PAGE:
I feel like “financial literacy” as it is usually conceived is terrible, just a lot of “if your bank pays 10 percent compound interest and you start with $100 then in three years will you have more or less than $130?” and other arithmetic trivia that is of limited interest in our world of low interest rates and flourishing Ponzi schemes. “Financial literacy” will tell you that the answer is “more than $130,” because compound interest Einstein blah blah blah, but the correct answer is “less than $130,” and likely zero, because if your bank pays you 10 percent interest in the United States in 2018 it is a Ponzi and will steal your money.
Like here is a financial-literacy quiz: Are these companies? If you get at least five of those right then I will allow you to drive for Uber.
A fantastic money stuff.
Bitcoin has a huge scaling problem — Lightning could be the solution
So, what’s on the horizon as bitcoin prepares for Lightning to strike? To truly understand, it’s important to first understand how Lightning uses the cryptographic primitives of the bitcoin network to make secure payments outside the blockchain (you’re in luck—we’ll explain). From there, we’ll take a step back and consider the key strengths and weaknesses that the new network is likely to have once it’s deployed at scale.
Okay, so Bitcoin.
It was invented by Satoshi Nakamoto, a developer at Nintendo who mysteriously disappeared in the 1990s. The multiplayer mode in Goldeneye N64, on which he was lead developer, uses a primitive form of Bitcoin to keep track of high scores.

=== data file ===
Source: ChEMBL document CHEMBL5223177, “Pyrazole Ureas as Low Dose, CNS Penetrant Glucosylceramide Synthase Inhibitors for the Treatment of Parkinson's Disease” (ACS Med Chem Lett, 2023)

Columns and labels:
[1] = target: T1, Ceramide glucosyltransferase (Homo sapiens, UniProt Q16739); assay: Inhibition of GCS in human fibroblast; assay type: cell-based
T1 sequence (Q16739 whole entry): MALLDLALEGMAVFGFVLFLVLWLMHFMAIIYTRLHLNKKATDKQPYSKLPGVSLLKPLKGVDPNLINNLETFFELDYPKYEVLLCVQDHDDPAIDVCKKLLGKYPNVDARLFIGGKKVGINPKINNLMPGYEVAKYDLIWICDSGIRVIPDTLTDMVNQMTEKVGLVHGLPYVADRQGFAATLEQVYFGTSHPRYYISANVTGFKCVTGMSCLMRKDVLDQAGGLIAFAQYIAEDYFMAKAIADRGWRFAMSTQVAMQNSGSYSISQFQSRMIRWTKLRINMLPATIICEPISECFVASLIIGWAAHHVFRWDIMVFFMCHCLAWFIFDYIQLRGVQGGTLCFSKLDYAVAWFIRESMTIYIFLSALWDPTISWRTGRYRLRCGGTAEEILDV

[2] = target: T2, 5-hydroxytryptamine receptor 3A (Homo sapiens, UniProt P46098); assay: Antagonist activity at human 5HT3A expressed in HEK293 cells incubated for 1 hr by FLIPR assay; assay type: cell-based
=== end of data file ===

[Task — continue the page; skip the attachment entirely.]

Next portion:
Predicting Random Numbers in Ethereum Smart Contracts
Secure PRNG implementation in the Ethereum blockchain remains a challenge.
Blockchains: How to Steal Millions in 2^64 Operations
TL;DR: you can hijack certain Lisk accounts and steal all their balance after only 2^64 evaluations of the address generation function (a combination of SHA-256, SHA-512, and a scalar multiplication over Ed25519’s curve).
Decentralization in Bitcoin and Ethereum
We have been conducting a longitudinal study of the state of cryptocurrency networks, including Bitcoin and Ethereum. We have just made public our results from our study spanning 2015 to 2017, in a peer-reviewed paper about to be presented at the upcoming Financial Cryptography and Data Security conference in February.
Here are some highlights from our findings.
Scalable, transparent, and post-quantum secure computational integrity
Here we report the first realization of a transparent ZK system (ZK-STARK) in which verification scales exponentially faster than database size, and moreover, this exponential speedup in verification is observed concretely for meaningful and sequential computations, described next. Our system uses several recent advances on interactive oracle proofs (IOP), such as a “fast” (linear time) IOP system for error correcting codes.
The blockchain paradox: Why distributed ledger technologies may do little to transform the economy
And this leads me to my final point, a provocation: once you address the problem of governance, you no longer need blockchain; you can just as well use conventional technology that assumes a trusted central party to enforce the rules, because you’re already trusting somebody (or some organization/process) to make the rules.
Ten years in, nobody has come up with a use for blockchain
What if, ten years after it was invented, the reason nobody has adopted a distributed ledger at scale is because nobody wants it?
That’s just, like, your opinion, man.